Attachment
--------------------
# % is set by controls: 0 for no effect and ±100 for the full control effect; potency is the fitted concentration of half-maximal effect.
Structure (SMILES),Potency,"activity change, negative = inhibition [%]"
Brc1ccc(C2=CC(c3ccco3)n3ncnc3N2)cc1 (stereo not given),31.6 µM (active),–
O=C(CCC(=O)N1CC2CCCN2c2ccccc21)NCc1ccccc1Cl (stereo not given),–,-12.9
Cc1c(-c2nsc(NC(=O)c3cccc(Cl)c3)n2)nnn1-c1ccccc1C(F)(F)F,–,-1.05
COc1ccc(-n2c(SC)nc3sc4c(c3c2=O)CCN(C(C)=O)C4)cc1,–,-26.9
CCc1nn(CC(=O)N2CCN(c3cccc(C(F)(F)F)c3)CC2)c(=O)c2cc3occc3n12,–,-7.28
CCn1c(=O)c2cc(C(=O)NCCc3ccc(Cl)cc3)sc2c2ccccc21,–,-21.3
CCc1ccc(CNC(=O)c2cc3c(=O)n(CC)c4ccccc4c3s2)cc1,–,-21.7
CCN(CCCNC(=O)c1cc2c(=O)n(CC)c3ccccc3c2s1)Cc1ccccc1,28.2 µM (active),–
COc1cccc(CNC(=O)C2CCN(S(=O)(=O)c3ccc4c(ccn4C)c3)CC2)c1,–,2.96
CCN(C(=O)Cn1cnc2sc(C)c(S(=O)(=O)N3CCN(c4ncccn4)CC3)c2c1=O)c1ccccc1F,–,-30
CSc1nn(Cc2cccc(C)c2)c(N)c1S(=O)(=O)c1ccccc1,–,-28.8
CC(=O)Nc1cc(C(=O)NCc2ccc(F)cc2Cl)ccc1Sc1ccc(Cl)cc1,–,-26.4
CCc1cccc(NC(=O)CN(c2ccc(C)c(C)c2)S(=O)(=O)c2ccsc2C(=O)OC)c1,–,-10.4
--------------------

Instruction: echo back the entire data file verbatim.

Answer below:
# % is set by controls: 0 for no effect and ±100 for the full control effect; potency is the fitted concentration of half-maximal effect.
Structure (SMILES),Potency,"activity change, negative = inhibition [%]"
Brc1ccc(C2=CC(c3ccco3)n3ncnc3N2)cc1 (stereo not given),31.6 µM (active),–
O=C(CCC(=O)N1CC2CCCN2c2ccccc21)NCc1ccccc1Cl (stereo not given),–,-12.9
Cc1c(-c2nsc(NC(=O)c3cccc(Cl)c3)n2)nnn1-c1ccccc1C(F)(F)F,–,-1.05
COc1ccc(-n2c(SC)nc3sc4c(c3c2=O)CCN(C(C)=O)C4)cc1,–,-26.9
CCc1nn(CC(=O)N2CCN(c3cccc(C(F)(F)F)c3)CC2)c(=O)c2cc3occc3n12,–,-7.28
CCn1c(=O)c2cc(C(=O)NCCc3ccc(Cl)cc3)sc2c2ccccc21,–,-21.3
CCc1ccc(CNC(=O)c2cc3c(=O)n(CC)c4ccccc4c3s2)cc1,–,-21.7
CCN(CCCNC(=O)c1cc2c(=O)n(CC)c3ccccc3c2s1)Cc1ccccc1,28.2 µM (active),–
COc1cccc(CNC(=O)C2CCN(S(=O)(=O)c3ccc4c(ccn4C)c3)CC2)c1,–,2.96
CCN(C(=O)Cn1cnc2sc(C)c(S(=O)(=O)N3CCN(c4ncccn4)CC3)c2c1=O)c1ccccc1F,–,-30
CSc1nn(Cc2cccc(C)c2)c(N)c1S(=O)(=O)c1ccccc1,–,-28.8
CC(=O)Nc1cc(C(=O)NCc2ccc(F)cc2Cl)ccc1Sc1ccc(Cl)cc1,–,-26.4
CCc1cccc(NC(=O)CN(c2ccc(C)c(C)c2)S(=O)(=O)c2ccsc2C(=O)OC)c1,–,-10.4